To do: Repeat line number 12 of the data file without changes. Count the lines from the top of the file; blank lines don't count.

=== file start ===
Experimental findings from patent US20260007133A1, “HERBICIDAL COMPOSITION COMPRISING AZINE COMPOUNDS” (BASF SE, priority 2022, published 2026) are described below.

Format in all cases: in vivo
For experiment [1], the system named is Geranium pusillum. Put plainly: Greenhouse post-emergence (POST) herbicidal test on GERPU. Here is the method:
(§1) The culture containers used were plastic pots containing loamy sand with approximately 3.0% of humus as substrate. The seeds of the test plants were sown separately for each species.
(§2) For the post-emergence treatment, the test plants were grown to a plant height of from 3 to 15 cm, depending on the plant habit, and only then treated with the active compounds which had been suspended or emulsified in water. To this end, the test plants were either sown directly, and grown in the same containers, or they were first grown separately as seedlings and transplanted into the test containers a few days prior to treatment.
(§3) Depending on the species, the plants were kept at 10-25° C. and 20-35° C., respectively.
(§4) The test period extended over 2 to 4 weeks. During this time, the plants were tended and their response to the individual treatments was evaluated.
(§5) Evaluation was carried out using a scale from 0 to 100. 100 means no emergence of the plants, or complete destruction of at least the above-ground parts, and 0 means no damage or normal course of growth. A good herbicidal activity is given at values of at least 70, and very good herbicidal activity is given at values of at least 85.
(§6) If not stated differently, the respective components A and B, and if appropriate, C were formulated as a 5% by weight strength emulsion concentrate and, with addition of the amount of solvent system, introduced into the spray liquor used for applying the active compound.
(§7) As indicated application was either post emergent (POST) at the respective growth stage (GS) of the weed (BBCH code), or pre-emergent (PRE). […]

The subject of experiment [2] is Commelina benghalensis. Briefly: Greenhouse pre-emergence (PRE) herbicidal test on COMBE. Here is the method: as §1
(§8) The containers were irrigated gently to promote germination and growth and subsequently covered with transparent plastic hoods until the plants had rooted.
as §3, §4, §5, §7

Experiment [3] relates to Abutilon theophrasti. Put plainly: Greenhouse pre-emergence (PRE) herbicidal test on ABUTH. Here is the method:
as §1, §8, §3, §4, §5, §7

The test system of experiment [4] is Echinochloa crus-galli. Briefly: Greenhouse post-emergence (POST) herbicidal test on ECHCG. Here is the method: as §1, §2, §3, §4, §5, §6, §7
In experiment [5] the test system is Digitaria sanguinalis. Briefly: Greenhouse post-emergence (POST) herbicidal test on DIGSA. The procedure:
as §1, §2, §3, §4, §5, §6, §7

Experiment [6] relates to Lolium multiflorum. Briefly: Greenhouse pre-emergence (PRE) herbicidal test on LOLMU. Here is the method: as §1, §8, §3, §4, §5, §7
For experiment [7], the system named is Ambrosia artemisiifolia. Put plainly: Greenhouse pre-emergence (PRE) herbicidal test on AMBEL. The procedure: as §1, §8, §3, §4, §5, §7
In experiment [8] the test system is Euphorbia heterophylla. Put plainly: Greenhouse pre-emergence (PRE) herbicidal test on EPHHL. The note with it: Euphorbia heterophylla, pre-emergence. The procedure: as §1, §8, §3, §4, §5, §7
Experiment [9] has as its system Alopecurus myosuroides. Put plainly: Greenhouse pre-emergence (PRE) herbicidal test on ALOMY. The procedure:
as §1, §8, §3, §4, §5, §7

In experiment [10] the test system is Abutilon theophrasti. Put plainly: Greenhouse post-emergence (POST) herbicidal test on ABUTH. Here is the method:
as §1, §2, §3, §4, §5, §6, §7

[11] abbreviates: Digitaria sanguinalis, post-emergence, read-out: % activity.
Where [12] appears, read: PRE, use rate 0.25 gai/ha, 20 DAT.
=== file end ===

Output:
(§8) The containers were irrigated gently to promote germination and growth and subsequently covered with transparent plastic hoods until the plants had rooted.